James J. Duderstadt Receives 2009 Robert Fletcher Award
The Robert Fletcher Award is given annually to a graduate or friend of Thayer School in recognition of distinguished achievement and service in the highest tradition of the School. The award is named in honor of Robert Fletcher, who was appointed by Sylvanus Thayer as the School's first professor of engineering and its first director (1871–1918). The Dean of Thayer School chooses each year's award recipient who then traditionally delivers Thayer School's Investiture speech.
The 2009 Robert Fletcher Award recipient is Dr. James J. Duderstadt, President Emeritus and University Professor of Science and Engineering at the University of Michigan.
A graduate of Yale (B.S. 1964) and the California Institute of Technology (M.S., Ph.D. 1967), Dr. Duderstadt joined the faculty at Michigan in 1968 and has served as dean of engineering and provost as well as president of the university. Dr. Duderstadt's teaching, research, and publishing activities include nuclear science and engineering, applied physics, computer simulation, science policy, and higher education. He has served on and chaired numerous boards and study commissions including the National Science Board, the National Academies of Science and Engineering, and various federal advisory committees in areas including nuclear energy, space science, atmospheric science, science policy, and science education.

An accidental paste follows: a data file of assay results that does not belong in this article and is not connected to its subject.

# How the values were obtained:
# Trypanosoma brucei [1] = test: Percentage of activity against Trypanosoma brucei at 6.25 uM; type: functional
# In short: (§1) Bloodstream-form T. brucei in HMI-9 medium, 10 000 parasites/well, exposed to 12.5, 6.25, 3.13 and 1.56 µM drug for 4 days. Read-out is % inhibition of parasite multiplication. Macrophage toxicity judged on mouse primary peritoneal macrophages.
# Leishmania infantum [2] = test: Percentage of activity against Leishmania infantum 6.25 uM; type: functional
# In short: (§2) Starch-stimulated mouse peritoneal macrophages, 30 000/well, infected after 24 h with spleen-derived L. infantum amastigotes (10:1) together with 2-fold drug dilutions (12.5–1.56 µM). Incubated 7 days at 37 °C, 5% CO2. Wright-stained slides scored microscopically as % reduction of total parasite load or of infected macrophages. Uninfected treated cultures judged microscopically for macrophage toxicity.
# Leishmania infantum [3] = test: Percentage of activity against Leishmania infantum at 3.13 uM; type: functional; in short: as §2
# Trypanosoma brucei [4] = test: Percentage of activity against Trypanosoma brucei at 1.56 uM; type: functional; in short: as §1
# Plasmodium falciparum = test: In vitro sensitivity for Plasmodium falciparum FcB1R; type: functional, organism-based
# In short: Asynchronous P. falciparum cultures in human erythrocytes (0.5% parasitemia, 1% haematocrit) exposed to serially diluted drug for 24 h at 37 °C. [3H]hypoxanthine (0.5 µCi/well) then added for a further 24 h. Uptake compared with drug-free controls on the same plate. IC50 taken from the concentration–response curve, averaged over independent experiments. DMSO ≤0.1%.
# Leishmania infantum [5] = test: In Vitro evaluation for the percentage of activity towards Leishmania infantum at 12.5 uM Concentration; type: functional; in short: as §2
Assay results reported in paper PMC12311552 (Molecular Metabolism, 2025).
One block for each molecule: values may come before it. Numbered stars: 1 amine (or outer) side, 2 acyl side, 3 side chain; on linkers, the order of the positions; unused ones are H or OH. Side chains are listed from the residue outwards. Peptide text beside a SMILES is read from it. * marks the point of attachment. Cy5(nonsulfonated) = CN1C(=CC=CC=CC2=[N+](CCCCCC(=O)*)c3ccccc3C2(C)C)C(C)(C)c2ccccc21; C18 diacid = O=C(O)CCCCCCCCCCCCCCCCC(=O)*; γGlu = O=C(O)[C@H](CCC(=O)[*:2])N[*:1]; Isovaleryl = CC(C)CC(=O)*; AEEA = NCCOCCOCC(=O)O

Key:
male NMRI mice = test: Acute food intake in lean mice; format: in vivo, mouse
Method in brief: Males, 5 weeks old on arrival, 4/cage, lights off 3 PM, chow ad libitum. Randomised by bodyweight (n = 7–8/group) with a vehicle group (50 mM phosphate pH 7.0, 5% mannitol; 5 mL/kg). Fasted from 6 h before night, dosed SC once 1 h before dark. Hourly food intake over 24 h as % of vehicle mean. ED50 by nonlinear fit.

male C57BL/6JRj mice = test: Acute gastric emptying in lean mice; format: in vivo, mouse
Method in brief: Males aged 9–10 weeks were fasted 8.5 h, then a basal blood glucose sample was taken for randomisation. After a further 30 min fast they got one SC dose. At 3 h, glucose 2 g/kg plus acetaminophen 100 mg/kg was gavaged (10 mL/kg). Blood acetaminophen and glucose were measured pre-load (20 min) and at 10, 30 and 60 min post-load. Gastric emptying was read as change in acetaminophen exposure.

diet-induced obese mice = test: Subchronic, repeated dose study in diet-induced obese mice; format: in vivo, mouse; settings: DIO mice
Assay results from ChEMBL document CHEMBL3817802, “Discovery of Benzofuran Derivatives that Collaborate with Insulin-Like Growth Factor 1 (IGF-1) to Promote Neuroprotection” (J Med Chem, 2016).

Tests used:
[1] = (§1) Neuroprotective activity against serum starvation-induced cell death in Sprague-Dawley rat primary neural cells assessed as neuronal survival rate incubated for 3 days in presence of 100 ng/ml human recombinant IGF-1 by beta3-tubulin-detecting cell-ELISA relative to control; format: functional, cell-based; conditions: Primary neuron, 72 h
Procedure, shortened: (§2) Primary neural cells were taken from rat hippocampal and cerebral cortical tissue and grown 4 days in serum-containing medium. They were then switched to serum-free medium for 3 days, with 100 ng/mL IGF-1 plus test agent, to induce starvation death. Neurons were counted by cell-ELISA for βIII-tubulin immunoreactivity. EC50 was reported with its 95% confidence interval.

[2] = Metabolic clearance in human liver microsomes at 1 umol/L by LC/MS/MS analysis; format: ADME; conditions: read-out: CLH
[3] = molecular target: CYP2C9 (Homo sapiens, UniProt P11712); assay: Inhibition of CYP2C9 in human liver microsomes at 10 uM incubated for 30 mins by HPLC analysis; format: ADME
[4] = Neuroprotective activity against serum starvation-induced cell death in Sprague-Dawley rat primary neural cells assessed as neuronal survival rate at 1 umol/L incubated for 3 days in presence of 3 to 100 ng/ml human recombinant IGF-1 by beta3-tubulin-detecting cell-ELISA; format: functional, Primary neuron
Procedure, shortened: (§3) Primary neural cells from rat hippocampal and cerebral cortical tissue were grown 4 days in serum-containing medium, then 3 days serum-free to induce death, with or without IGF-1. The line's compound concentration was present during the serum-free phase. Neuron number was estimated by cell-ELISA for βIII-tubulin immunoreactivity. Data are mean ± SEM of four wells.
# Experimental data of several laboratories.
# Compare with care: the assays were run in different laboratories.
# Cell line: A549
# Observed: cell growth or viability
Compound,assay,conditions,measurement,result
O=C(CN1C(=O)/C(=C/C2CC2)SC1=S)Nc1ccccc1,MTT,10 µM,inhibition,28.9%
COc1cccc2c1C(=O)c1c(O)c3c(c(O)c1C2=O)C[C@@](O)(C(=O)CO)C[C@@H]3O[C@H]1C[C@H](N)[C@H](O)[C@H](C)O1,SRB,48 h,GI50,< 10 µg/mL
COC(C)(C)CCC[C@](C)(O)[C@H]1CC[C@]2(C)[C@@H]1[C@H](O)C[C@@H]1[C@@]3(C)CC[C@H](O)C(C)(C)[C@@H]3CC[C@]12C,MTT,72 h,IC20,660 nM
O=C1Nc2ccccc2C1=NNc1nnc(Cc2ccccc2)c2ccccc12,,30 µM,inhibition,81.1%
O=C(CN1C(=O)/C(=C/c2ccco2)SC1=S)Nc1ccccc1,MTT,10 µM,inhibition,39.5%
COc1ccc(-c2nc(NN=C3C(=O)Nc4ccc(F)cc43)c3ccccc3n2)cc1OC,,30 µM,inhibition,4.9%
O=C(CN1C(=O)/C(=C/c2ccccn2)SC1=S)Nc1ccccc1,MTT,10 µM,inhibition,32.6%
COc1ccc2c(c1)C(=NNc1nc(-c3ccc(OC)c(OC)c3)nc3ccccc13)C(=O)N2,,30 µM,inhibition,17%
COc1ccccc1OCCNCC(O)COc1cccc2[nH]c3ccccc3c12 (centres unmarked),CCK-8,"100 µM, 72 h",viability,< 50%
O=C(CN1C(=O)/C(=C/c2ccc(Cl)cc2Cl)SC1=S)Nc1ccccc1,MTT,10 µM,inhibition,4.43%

Most recently he served as a member of the Spellings Commission and currently chairs the NSF Advisory Committee for Cyberinfrastructure. Dr. Duderstadt has received numerous awards for his teaching, research, and service, including the nation's highest award, the National Medal of Technology. At the University of Michigan he currently directs the Science, Technology, and Public Policy (STPP) Graduate Certificate Program as well as The Millennium Project, a research center exploring the impact of over-the-horizon technologies on society.